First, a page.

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I’d invest £1,000 in these 2 FTSE 100 shares to beat the stock market crash today

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The second Covid-19 wave is hurting the FTSE 100. Since a post-crash high in June, London’s top index has fallen 11%. And it’s now down 23% year-to-date. I think we could be in for worse before things get better.

So rather than seeking recovery opportunities, maybe I should be looking for companies with defensive, long-term, resilience? I reckon that’s a good strategy anyway, and I’m examining two candidates today.

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Investment management

First up is St James’s Place (LSE: STJ). The FTSE 100 investment management firm has seen funds under management surge to a record high. In the three months to 30 September, net inflows reached £1.44bn. That’s below the £2.11bn for the same quarter last year, but the overall total is rising. At the close of the quarter, the company had £118.7bn in funds under management.

For a lot of people, using an investment manager makes good sense, and these hard times appear to be focusing minds on financial safety. Andrew Croft, chief executive, said: “We see an increasing demand for sound, highly personal financial planning advice and we remain extremely well positioned to meet this opportunity and drive further growth over time.

St James’s Place is enjoying resilient demand, yet its share price is falling. We’re looking at a 21% drop so far in 2020, very close to the FTSE 100 itself. So what gives? Well, investment management firms tend to command relatively high valuations. And I can’t help wondering if people are retrenching and moving to stocks on cheaper-looking fundamentals like P/E ratios.

Even after the fall, the St James’s Place share price still indicates forecast P/E multiples of about 20. But there are dividend yields of around 4.5% on the cards too. St James’s Place has what I see as long-term defensive qualities, and I’d ignore the short-term troubles of 2020 and buy.

FTSE 100 merger

With similar thoughts, I’ve had Standard Life Aberdeen (LSE: SLA) in my mind for some time. I’ve been following the company ever since it was formed from the merger of the old Standard Life with Aberdeen Asset Management. I’d liked Aberdeen for some time, and over the decades, I’ve had a soft spot for the FTSE 100 insurance sector.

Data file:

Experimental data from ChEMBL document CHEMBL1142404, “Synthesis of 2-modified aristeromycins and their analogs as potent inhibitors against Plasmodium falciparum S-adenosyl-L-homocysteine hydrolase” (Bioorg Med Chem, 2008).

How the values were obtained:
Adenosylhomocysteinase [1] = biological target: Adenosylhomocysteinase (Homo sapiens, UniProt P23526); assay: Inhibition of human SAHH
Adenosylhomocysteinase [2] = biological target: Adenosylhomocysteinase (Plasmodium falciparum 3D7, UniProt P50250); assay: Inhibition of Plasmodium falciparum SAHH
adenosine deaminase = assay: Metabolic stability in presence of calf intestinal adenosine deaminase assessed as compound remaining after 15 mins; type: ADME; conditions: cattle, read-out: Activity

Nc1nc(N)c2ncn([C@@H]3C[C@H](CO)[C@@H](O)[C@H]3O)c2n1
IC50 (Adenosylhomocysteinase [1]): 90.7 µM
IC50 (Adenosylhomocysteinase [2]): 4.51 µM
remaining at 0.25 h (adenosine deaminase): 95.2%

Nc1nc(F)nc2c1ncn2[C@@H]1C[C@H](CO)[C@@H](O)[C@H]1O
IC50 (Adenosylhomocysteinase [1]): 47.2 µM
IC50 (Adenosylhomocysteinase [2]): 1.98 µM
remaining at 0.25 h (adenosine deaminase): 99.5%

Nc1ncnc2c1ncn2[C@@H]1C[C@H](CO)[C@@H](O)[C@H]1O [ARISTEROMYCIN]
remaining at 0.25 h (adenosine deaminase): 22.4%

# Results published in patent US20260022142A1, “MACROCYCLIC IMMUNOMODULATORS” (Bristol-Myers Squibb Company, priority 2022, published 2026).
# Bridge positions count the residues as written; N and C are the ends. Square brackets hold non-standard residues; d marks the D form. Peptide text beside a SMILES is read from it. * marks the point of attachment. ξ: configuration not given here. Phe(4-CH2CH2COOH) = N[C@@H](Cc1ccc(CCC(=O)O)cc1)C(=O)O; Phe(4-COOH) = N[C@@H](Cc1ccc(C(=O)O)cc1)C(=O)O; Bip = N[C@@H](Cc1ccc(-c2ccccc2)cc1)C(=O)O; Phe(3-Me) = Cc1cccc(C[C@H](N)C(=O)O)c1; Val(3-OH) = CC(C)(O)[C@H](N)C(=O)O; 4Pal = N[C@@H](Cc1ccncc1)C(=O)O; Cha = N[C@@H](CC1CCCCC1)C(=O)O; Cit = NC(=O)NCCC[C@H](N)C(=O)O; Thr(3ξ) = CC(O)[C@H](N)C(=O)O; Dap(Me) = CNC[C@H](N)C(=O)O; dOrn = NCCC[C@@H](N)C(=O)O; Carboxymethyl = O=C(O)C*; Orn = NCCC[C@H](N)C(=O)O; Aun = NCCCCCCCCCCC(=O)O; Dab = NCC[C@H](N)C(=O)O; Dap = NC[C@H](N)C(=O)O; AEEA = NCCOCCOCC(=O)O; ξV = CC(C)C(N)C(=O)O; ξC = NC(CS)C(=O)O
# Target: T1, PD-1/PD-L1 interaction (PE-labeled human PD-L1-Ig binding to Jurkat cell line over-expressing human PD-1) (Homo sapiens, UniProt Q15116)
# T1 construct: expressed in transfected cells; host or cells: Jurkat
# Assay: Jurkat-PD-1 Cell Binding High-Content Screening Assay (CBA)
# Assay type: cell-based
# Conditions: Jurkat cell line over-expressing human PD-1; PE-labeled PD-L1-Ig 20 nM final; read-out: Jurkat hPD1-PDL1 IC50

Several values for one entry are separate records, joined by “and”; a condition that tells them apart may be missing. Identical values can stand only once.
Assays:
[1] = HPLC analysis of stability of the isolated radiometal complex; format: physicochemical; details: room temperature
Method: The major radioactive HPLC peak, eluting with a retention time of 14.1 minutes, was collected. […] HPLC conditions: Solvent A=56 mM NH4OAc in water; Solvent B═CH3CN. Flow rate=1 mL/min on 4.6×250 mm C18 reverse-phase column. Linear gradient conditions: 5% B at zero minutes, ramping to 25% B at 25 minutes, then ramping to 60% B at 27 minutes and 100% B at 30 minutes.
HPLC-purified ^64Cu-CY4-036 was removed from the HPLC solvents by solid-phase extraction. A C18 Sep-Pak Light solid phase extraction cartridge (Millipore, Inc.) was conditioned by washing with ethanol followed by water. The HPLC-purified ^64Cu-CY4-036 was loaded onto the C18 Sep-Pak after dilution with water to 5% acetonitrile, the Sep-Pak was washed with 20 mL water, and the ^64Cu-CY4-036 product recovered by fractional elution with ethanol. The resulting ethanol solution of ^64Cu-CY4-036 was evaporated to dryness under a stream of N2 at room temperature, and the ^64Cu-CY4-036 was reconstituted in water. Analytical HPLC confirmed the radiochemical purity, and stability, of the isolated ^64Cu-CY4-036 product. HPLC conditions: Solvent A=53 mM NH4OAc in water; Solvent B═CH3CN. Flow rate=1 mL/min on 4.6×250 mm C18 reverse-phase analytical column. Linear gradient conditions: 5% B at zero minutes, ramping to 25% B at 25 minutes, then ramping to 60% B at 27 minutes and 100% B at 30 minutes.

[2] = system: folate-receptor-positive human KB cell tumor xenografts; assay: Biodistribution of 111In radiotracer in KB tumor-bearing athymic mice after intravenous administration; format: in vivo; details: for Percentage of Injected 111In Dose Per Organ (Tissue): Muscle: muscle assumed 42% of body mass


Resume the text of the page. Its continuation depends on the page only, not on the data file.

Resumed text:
The merging of the two businesses did not go as smoothly as hoped, and the shares have suffered a bad spell. Over the past five years, the Standard Life Aberdeen share price is down more than 50%. That does include a 30% Covid-19 slump in 2020, significantly below the FTSE 100. But even then, the price today is only a few pennies below February 2019’s low point.

But as my Motley Fool colleague Peter Stephens has observed, the company does finally seem to be getting its strategy together. I thought first-half results released in August were positive. Outgoing chief executive Keith Skeoch spoke of the company’s “strong balance sheet” and lauded its ability to maintain its interim dividend. I see that as a key strength right now.

Forecasts suggest a 2021 P/E of around 15, with a dividend yield of about 6.5%. The dividend would only just be covered, but I think that itself would be good progress. I’m seeing an attractive valuation here, and I’d buy.

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Alan Oscroft has no position in any of the shares mentioned. The Motley Fool UK has no position in any of the shares mentioned. Views expressed on the companies mentioned in this article are those of the writer and therefore may differ from the official recommendations we make in our subscription services such as Share Advisor, Hidden Winners and Pro. Here at The Motley Fool we believe that considering a diverse range of insights makes us better investors.

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